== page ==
I am a math professor at an R1 university. I have taken up a new graduate student (my n'th for n<=10), who is mathematically quite strong, but whose writing skills are a couple notches below what I have had to deal with so far.
We have a new result, which he currently is writing up. He is relatively new to English, and his native language is much unlike English. Though one can understand what he says in a conversation, writing a paper is a real struggle.
Most research students that I have worked with start with poor mathematical English skills. Their first drafts have several major problems, and require many rounds of thorough revision. However, there is always at least something which is right from the start. In contrast, this student's drafts appear nearly unsalvageable: they have hardly a sentence in common with any proper exposition. I have lost the track of revision number, but it is likely to be in double digits now.
The student is working hard, and the draft is showing some signs of improvement. However, I cannot shake the feeling that there should be more that I can do than provide extensive feedback. I am also worried that if this continues for another few months, the student can get much discouraged.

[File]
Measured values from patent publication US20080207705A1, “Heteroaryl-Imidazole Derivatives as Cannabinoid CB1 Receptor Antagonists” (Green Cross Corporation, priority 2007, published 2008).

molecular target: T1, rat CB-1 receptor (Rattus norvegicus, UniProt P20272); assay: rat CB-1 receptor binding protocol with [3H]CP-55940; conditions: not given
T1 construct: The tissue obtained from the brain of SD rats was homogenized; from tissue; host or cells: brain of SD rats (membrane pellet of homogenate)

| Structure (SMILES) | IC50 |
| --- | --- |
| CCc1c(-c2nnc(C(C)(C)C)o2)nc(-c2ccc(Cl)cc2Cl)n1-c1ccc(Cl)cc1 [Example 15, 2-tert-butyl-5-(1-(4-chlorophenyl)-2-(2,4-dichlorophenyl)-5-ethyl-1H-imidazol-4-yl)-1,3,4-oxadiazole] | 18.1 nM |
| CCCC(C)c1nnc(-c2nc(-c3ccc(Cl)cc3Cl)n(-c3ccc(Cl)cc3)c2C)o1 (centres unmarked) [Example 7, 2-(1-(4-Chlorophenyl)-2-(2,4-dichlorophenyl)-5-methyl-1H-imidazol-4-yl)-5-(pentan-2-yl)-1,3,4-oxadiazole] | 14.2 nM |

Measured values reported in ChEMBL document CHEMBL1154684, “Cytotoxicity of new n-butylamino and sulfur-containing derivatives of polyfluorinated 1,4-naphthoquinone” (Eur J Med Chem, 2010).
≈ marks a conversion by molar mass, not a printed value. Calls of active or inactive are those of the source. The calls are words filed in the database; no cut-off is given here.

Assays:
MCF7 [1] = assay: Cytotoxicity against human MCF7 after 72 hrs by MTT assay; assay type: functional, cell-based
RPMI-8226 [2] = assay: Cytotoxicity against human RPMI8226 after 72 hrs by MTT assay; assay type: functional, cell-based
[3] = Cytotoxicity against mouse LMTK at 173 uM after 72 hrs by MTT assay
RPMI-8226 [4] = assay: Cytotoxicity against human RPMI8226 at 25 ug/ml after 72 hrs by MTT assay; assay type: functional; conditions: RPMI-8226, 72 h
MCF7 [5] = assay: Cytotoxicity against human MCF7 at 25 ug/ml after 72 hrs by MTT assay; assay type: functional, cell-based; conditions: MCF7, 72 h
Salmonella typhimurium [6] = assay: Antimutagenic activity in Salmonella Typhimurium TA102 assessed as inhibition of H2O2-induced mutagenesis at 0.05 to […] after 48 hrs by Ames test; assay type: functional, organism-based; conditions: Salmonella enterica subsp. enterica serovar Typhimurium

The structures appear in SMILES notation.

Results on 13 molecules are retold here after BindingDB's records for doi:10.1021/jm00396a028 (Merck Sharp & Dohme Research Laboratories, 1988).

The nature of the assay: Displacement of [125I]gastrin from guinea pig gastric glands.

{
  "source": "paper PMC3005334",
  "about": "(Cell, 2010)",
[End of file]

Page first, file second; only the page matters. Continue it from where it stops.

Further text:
I believe that a part of the problem is the sudden jump in writing difficulty. The mathematical content of the paper-in-writing is more complex than it is typical for a first paper of students that I have supervised so far. This makes the writing task harder. I wish only that the student could practice on a simpler, shorter paper first, to provide a smoother transition from writing homework exercises.
I am looking for suggestions. Note that I would like to avoid writing the paper myself (which would be far less work for me than this), for I want the student to learn how to write himself.
What I have done so far:
extensive comments on drafts, with some verbal explanations
suggested some mathematical readings which I know are well-written (to learn by example)
provided general encouragement